Friday, September 27, 2019

Justice for Women




Justice for women and girls is at the heart of the 2030 Agenda, with its commitment to  gender equality (SDG 5) and its promise of peaceful, just and inclusive societies (SDG 16). 

The High-level Group on Justice for Women worked to better understand common justice  problems for women, make the case for investment and identify strategies that work. 

In their report they call to action justice leaders of all countries and sectors, to accelerate implementation of the global goals for gender equality and equal access to justice for all.

Common Justice Problems for Women

Intimate Partner Violence 
The vast majority of people affected by intimate partner violence are women. The law does not protect them. Leaving an abusive relationship produces legal needs that have to be met. More than a billion women do not have legal protection from  intimate partner sexual violence.  {Source: World Bank}

Discrimination at Work
Labor legislation is often discriminatory and legal barriers to women’s entrepreneurship are pervasive, especially for married women. Women working in the informal sector are unable to protect themselves from arbitrary warrants, evictions, and confiscation of goods. Over 2.7 billion women are legally restricted from having the  same choice of jobs as men. {Source: World Bank}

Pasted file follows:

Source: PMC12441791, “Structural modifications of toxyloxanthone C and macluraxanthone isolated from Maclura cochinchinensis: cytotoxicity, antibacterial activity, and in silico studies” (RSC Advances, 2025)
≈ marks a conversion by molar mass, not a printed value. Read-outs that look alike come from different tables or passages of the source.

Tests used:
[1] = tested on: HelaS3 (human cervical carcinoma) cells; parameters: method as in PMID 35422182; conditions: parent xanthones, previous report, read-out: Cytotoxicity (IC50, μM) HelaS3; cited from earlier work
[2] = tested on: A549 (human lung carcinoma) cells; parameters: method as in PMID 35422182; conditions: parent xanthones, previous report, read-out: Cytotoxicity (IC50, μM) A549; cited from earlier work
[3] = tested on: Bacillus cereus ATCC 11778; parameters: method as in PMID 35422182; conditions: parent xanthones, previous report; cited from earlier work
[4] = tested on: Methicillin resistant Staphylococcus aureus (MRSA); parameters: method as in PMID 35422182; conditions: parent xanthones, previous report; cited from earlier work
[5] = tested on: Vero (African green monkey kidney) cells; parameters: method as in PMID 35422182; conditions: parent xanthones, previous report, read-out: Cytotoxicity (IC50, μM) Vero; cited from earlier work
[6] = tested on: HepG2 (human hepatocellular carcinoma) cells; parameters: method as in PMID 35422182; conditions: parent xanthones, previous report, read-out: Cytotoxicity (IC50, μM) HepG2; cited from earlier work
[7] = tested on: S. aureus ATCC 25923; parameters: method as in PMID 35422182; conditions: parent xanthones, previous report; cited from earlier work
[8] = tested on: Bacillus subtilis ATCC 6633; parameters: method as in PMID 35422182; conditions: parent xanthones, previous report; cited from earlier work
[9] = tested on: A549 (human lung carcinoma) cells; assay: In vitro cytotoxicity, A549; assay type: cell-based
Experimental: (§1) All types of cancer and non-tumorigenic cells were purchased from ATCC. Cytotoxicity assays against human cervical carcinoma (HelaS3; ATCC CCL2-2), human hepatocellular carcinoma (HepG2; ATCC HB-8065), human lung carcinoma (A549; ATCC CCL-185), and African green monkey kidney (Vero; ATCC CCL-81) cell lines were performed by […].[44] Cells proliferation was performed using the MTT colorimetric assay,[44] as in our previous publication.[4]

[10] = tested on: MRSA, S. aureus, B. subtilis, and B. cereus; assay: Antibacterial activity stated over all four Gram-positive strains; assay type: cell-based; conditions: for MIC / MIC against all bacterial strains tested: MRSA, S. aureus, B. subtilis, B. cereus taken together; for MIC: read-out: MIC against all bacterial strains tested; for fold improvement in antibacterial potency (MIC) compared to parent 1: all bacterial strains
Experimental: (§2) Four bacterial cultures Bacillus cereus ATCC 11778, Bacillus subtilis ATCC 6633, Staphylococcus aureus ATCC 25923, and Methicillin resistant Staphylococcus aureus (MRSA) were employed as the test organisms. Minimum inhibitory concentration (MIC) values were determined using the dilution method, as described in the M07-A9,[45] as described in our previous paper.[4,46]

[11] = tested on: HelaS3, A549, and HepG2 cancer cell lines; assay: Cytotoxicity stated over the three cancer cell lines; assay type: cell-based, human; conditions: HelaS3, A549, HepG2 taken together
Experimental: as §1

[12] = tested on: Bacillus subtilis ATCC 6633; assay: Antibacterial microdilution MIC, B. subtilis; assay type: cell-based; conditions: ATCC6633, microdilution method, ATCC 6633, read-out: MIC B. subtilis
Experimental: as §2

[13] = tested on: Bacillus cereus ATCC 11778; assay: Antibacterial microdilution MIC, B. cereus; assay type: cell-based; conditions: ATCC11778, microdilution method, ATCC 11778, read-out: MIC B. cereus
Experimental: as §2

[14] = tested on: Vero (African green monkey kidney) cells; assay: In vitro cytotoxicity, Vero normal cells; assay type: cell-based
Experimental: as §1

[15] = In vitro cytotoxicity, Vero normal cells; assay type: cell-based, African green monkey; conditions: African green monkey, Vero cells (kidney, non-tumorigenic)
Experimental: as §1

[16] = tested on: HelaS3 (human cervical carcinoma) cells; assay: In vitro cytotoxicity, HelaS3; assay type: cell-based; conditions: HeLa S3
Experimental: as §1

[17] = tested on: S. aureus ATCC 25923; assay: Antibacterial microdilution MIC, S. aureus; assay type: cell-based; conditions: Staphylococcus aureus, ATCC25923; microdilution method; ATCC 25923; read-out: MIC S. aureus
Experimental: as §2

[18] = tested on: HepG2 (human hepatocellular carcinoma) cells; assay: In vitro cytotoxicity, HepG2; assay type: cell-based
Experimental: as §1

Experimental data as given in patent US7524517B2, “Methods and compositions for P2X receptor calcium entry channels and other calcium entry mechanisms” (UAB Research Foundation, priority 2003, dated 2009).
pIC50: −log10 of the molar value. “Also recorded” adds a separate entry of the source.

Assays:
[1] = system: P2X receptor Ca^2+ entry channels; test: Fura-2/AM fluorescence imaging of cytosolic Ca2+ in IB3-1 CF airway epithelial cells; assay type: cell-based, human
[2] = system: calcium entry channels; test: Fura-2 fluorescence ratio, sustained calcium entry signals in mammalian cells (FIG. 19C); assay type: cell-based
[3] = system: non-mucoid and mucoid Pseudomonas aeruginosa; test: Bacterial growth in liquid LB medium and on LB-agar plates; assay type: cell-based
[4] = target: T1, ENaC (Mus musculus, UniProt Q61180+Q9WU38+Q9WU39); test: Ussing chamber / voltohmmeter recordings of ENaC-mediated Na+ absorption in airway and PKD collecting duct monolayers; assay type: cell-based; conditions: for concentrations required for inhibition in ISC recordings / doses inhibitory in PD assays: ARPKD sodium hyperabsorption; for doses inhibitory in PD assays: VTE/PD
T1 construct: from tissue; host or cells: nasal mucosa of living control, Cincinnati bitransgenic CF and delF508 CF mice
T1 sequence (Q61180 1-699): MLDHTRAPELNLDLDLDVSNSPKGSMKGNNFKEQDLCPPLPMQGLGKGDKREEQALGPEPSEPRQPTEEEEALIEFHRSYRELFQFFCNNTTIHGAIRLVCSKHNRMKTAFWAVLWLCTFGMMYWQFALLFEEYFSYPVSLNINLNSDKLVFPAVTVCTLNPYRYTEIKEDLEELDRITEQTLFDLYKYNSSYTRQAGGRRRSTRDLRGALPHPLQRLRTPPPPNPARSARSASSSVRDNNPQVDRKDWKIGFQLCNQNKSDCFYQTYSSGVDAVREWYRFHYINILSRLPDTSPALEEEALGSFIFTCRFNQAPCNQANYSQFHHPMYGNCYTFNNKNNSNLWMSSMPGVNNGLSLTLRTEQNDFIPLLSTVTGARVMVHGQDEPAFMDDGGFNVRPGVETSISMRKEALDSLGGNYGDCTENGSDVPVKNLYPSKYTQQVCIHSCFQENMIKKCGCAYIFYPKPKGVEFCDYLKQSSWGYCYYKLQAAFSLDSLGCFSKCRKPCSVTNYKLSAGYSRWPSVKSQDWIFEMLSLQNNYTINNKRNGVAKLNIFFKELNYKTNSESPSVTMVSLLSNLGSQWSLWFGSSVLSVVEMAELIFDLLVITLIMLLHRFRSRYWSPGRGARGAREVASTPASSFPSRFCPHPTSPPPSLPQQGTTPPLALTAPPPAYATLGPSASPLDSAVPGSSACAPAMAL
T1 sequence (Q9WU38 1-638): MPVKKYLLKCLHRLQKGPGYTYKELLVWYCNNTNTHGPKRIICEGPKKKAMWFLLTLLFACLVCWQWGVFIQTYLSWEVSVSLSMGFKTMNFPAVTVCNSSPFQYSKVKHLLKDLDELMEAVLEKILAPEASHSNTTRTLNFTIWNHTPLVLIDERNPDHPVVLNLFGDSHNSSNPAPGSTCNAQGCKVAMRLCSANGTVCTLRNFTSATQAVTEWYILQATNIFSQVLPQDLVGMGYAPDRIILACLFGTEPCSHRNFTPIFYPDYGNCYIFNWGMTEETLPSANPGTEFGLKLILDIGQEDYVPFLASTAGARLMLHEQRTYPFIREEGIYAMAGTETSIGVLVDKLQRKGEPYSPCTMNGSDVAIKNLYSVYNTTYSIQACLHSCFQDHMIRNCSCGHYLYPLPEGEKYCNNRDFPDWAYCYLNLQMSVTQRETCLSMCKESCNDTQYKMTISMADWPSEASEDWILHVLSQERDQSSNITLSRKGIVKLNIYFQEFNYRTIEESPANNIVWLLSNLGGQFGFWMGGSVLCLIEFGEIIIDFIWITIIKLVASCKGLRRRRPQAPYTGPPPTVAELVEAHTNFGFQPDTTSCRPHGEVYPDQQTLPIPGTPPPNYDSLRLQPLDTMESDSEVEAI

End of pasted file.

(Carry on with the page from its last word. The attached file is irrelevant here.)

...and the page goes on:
Discriminatory family laws
Discriminatory practices in family life, codified into law are a major obstacle to justice for women. Divorce is one of the most common legal needs, for both women and men. In 57 countries, women do not have the same rights as men to  become the legal guardian of a child after divorce. {Source: OECD}

Unequal access to property
Women’s access and control over land is restricted by discriminatory laws and practices, which worsens the risk of poverty. Women account for about one-eighth of total land ownership in  developing countries, while representing about 43 percent  of all those working in agriculture. {Source: FAO}

Gaps in legal identity 
Women need legal identity documents - relating to property, business, housing, marriage, employment, children or immigration status - to protect their rights and access services, including access to finance and even a mobile phone. One billion people in the world face challenges in proving who they are. Over 45 percent of women lack an ID, compared to 30 percent of men, in low income countries. {Source: UNHCR- CEDAW}

Exclusion from decision making Women judges contribute to improved justice for women.  Yet women continue to be excluded from public life and senior roles, including the legal system. In 2017, only 24 percent of the constitutional court justices globally  were women. {Source: UN Women}



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